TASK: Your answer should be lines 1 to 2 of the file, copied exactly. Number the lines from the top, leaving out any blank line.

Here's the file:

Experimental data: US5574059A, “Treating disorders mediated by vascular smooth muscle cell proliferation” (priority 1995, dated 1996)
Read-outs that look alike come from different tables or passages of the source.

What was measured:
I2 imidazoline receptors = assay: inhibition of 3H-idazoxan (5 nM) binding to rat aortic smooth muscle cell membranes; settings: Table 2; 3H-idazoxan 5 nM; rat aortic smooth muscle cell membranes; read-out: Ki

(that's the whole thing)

Experimental data: US5574059A, “Treating disorders mediated by vascular smooth muscle cell proliferation” (priority 1995, dated 1996)
Read-outs that look alike come from different tables or passages of the source.